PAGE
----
What does the Canadian government have to say about online ‘Canadian’ pharmacies?
It’s not just the FDA who believes that it’s not safe to purchase prescription drugs from Canadian web pharmacies. Health Canada agrees. Since 2004 they have issued nine advisories (listed below) warning Canadian citizens to be wary of online drug sales. Four of those warnings pertain to fraudulent anti-flu medicines; three discuss the risks of online prescription sales; the other two are warnings about four specific web pharmacies that claim to be Canadian, but are not licensed by Canadian regulators.
Of three of these pharmacies, Health Canada says, “Health Canada has identified prescription drugs for sale on these websites that have not been authorized for sale in Canada. These products contain references to brand names and resemble drugs that have been authorized for sale in Canada. As such, Health Canada suspects these products are counterfeit.” In a more general warning, Health Canada explains that counterfeit drugs ”may also contain hidden ingredients not listed on the label, dangerous additives and/or contaminated ingredients. . . may lack the active ingredients Canadians would expect them to contain to help them maintain and improve their health. For all of these reasons, they could cause serious health effects.”
Canada posts these warnings about online pharmacies to protect its citizens, but the Canadian government takes no responsibility to ensure that they are distributing legitimate medicine. In fact, in 2004, Diane C. Gorman, then Assistant Deputy Minister of Health Canada, stated explicitly that “Health Canada does not assure that products being sold to U.S. citizens are safe, effective, and of high quality, and does not intend to do so in the future” (Department of Heath and Human Services, HHS Task Force on Drug Importation, December 2004, page 61, http://archive.hhs.gov/importtaskforce/Report1220.pdf).
If Health Canada can’t vouch for the safety or effectiveness of medicine from online “pharmacies” and the FDA can’t either, who can?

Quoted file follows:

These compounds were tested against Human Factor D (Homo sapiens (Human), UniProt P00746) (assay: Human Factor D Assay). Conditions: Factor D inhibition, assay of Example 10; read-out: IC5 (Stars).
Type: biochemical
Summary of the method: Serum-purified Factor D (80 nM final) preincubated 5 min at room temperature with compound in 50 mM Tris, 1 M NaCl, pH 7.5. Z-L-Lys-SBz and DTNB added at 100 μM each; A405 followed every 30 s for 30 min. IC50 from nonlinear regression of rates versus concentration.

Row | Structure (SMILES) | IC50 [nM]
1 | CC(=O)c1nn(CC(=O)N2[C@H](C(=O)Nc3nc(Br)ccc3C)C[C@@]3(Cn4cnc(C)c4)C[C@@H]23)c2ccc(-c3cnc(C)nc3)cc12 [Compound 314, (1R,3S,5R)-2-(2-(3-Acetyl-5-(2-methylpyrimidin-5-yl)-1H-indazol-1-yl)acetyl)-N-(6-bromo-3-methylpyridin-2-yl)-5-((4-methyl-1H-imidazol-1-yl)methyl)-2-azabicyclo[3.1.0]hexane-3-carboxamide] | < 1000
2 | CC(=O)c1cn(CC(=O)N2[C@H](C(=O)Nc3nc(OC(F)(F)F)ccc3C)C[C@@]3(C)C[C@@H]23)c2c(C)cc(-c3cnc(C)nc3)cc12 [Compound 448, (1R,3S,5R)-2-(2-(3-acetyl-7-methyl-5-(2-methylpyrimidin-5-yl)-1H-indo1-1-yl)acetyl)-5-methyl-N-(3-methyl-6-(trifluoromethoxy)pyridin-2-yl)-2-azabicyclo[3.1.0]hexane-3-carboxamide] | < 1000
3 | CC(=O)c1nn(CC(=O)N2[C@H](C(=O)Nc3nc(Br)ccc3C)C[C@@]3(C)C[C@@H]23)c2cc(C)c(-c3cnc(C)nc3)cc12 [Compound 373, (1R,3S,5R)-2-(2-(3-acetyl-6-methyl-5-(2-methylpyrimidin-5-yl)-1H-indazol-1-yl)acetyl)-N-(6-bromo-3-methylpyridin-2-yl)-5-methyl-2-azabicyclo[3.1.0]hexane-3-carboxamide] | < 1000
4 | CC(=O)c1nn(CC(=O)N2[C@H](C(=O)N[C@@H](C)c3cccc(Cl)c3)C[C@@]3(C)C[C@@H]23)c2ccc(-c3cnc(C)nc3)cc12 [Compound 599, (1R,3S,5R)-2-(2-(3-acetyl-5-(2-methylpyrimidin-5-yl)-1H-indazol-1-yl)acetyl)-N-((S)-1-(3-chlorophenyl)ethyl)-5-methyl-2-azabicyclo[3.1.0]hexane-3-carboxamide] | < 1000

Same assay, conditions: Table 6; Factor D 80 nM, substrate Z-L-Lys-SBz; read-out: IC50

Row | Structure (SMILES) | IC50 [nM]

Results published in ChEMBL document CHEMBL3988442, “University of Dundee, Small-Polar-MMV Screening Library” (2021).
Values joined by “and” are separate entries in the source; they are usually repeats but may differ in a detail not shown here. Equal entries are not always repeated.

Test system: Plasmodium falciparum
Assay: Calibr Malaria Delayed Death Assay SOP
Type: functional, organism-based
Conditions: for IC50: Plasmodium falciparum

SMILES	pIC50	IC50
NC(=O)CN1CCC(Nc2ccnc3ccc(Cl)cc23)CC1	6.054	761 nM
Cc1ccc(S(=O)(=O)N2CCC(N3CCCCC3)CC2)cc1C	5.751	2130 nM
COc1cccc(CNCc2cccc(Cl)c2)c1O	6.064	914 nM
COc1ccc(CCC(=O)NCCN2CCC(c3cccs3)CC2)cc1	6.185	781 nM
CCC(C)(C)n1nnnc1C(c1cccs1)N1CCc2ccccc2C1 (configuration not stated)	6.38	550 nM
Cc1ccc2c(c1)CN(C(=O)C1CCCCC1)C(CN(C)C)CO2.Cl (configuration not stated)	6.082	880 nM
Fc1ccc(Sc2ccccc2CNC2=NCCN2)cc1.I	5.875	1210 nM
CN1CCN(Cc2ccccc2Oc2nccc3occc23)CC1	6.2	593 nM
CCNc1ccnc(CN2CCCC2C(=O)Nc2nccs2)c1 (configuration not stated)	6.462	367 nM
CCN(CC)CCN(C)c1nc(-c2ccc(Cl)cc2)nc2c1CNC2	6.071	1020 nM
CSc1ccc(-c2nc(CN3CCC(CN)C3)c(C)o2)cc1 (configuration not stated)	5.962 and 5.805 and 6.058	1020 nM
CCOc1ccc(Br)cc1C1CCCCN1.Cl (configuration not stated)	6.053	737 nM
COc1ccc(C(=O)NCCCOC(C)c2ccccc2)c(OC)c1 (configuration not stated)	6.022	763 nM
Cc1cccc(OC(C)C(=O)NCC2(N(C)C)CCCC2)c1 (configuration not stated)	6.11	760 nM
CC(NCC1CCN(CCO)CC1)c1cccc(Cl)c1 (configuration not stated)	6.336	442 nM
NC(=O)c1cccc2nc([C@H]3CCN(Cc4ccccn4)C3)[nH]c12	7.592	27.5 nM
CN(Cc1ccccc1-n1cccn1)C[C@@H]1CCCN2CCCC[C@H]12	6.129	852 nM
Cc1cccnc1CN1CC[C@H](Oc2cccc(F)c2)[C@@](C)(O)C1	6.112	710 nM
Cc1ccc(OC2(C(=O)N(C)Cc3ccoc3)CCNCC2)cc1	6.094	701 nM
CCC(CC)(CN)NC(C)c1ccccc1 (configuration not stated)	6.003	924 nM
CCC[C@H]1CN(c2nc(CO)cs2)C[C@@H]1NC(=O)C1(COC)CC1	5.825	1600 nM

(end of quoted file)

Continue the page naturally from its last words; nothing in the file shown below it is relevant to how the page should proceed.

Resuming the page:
Health Canada Alerts about Online Pharmacies, 2005 – 2012
1. Counterfeit Drugs May Pose Serious Dangers to Your Health, 6/22/2012, http://www.healthycanadians.gc.ca/recall-alert-rappel-avis/hc-sc/2012/15005a-eng.php.
2. Warning about Buying Prescription Drugs Online from: www.northdrugmart.com, www.northdrugstore.com, and www.pharmacyrxworld.com, 11/3/2010, http://www.healthycanadians.gc.ca/recall-alert-rappel-avis/hc-sc/2010/13450a-eng.php.
3. Health Canada Warns Canadians about Buying Prescription Drugs Online from www.globalpharmacy.com , 7/27/2010, http://www.healthycanadians.gc.ca/recall-alert-rappel-avis/hc-sc/2010/13414a-eng.php.
4. Consumers Warned Against Buying Fraudulent H1N1 Flu Virus Products Online,11/4/2009, http://www.healthycanadians.gc.ca/recall-alert-rappel-avis/hc-sc/2009/13346a-eng.php.
6. Consumers Advised Against Counterfeit and Unapproved H1N1 Flu Virus (Human Swine Flu) Products, 5/3/2009, http://www.healthycanadians.gc.ca/recall-alert-rappel-avis/hc-sc/2009/13379a-eng.php.
7. Health Canada reminds consumers about the risks of buying drugs online, 8/15/2007, http://www.healthycanadians.gc.ca/recall-alert-rappel-avis/hc-sc/2007/13151a-eng.php.
8. Health Canada advises consumers against counterfeit and unapproved avian flu products, 3/28/2006, http://www.healthycanadians.gc.ca/recall-alert-rappel-avis/hc-sc/2006/13084a-eng.php.
9. Health Canada advises consumers be cautious when buying Tamiflu online,12/23/2005, http://www.healthycanadians.gc.ca/recall-alert-rappel-avis/hc-sc/2005/13597a-eng.php.